Many of the gilets jaunes thought that the grand débat was superficial, cosmetic, or simply ‘puffed-up nonsense’. They felt that Macron, who announced the scheme from behind a lavish antique desk in the salon doré, the most opulent of the Elysée Palace’s 365 rooms, was continuing to mock and patronise them. 23 million tuned in to the speech, but few would have been left feeling confident that this so called ‘President of the Rich’ could understand the concerns of ordinary people. 

He came under fire for allegedly buying expensive crockery and exorbitantly redecorating rooms of the presidential palace. His cabinet ministers proved equally out of touch: one failed to name the national minimum wage, while another complained that Paris dinners ‘cost 200 euros without wine’. 

It felt as if Macron had merely papered over the cracks that the gilets jaunes had exposed. 

And so it proved. Soon after the gilets jaunes’ ‘Act 52’, marking a year since the first protest, the country erupted in protest again at Macron’s proposed pension reform. The early weeks of December saw 85% of SNCF (France’ national rail operator) drivers on strike, and over Christmas the travel network remained crippled as nearly 50% of workers continued their protest. 60% of the public supported the strike despite the severe disruption it caused to Christmas travel, and Macron’s popularity ratings dropped back towards 30%.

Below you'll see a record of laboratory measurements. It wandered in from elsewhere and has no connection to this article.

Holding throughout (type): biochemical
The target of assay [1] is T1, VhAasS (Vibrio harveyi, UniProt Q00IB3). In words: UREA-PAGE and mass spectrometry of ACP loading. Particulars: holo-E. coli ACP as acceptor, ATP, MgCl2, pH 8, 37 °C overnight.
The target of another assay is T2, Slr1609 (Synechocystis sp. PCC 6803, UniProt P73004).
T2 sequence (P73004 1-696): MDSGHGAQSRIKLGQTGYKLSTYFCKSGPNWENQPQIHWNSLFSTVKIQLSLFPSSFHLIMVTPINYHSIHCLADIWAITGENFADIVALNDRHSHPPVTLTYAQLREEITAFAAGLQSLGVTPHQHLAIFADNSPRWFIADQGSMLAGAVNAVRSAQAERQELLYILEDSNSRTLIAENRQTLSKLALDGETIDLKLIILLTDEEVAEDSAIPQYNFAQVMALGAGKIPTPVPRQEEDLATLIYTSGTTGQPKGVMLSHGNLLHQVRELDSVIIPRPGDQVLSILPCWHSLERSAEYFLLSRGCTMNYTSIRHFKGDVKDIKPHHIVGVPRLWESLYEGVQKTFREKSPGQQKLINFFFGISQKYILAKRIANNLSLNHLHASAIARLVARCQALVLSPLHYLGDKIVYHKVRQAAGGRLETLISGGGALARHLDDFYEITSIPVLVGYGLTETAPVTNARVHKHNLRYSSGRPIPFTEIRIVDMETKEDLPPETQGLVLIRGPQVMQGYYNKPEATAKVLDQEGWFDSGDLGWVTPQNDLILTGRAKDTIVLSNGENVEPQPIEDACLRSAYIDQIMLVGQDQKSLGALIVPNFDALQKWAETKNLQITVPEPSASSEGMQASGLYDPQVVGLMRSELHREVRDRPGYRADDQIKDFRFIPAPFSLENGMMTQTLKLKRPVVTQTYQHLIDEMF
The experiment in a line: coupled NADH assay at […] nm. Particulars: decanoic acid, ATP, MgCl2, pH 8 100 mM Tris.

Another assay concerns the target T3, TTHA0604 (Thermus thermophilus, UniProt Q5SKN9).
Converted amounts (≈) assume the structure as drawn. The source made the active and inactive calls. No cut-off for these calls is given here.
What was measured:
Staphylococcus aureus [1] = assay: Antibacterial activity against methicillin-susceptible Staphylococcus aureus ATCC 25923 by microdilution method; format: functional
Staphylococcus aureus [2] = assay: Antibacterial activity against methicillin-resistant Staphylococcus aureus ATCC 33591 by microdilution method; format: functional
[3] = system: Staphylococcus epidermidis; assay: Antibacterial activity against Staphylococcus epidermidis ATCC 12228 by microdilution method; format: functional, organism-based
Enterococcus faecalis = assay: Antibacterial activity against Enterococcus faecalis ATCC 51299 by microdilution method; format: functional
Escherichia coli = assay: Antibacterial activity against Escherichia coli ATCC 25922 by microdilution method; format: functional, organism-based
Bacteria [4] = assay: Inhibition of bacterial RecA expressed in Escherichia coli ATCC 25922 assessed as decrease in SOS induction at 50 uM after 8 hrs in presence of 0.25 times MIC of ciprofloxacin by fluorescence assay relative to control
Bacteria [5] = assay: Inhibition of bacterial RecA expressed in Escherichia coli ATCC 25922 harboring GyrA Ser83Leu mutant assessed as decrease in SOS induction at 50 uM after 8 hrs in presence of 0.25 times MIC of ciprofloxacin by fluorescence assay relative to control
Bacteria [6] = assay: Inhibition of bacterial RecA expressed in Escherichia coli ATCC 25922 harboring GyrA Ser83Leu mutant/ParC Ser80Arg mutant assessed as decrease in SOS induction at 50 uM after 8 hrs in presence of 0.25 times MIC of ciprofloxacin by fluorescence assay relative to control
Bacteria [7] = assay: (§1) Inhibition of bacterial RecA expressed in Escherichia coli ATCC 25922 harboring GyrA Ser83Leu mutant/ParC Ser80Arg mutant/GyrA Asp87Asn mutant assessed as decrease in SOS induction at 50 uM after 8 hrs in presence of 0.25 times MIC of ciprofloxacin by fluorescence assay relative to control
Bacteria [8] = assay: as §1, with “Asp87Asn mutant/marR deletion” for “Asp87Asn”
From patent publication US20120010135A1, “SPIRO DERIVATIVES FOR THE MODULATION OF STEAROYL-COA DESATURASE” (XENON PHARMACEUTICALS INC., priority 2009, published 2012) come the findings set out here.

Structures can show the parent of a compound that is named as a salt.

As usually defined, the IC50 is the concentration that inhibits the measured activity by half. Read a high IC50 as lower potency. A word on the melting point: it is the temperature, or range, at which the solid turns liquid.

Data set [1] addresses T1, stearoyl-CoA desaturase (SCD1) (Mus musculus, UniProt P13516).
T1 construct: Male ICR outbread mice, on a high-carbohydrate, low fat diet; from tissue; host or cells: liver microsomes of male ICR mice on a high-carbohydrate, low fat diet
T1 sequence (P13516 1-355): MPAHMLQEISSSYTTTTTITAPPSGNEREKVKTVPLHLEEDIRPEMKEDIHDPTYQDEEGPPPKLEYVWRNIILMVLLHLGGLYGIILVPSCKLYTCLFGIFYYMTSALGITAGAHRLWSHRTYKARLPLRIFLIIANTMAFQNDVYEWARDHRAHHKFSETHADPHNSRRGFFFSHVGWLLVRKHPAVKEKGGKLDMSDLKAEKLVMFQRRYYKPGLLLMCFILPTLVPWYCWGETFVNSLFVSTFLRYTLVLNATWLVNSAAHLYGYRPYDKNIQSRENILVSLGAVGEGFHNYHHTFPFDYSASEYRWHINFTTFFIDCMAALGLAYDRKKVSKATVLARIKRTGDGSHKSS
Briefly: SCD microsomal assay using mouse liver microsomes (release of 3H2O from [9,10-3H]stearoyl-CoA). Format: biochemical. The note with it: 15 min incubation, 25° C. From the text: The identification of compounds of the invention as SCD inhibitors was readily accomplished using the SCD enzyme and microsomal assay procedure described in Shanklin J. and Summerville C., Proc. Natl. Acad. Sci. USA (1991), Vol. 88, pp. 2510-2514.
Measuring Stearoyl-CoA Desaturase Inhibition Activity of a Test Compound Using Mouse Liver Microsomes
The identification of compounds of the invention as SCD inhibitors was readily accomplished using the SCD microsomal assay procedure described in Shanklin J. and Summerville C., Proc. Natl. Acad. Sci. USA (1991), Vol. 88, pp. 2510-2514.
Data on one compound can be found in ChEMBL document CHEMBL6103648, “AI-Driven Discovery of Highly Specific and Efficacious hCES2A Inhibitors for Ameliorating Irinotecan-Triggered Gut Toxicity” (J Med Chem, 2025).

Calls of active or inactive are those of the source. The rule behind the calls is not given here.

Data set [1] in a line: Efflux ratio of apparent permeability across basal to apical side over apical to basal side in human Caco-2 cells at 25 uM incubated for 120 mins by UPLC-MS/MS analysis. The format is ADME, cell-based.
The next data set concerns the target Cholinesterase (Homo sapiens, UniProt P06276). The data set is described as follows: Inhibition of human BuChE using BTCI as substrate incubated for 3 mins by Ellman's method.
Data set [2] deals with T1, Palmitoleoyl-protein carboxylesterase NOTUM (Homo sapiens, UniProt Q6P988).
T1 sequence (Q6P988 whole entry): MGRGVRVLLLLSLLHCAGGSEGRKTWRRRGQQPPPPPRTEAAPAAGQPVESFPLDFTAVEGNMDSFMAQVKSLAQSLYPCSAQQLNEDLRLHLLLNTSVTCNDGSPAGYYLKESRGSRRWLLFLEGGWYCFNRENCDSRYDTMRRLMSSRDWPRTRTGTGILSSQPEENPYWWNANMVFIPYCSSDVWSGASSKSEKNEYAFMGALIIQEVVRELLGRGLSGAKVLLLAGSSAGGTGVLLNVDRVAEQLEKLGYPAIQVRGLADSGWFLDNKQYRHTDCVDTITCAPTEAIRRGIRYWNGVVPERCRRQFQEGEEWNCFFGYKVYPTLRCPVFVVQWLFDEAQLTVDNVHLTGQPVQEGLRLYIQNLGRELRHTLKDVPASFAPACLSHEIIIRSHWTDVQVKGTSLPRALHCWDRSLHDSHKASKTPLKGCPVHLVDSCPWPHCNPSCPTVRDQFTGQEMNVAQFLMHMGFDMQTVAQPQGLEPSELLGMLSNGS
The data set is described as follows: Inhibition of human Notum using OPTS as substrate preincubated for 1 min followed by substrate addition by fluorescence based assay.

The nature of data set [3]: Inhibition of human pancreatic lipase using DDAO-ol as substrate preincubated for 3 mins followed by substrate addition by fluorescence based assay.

With the next presidential election in 2022, 2020 needs to be the year that Macron emerges from the mid-term slump that every French president suffers from. Many still feel that the capitulation of the traditional parties and Le Pen’s general unpopularity mean that Macron is well-placed to win a second term. 

However, the response to his pension reforms prove that he is mistrusted these days (and still hated by many), and all further reforms will run the risk of strikes or riots with the potential to derail his project. 

The gilets jaunes have thus reduced Macron to a zombie-president. Although most of the 70% of French people who said they supported the cause don’t adhere to the anti-Semitic, anti-immigrant and anti-democratic tropes of its core leaders, the fleeting success of the movement proves that the population is willing to rally if they believe the president is overstepping the mark. The scars left by the protests are almost indelible, and Macron will now struggle to bring about the change he desires. 

When he first rose to prominence he said he believed France needed a Jupiterian leader, who would unilaterally decide what was best for the country in the expectation that its institutions would fall into line behind him. The gilets jaunes are evidence that this is nigh-on impossible when you have been given explicit mandate by a mere 15% of the population. 

Macron said that the French wanted a king. The fact that he now has to leave his palace with armed protection to keep the angry mob at bay proves they don’t.

Tom Mitchell is an Editor at Backbench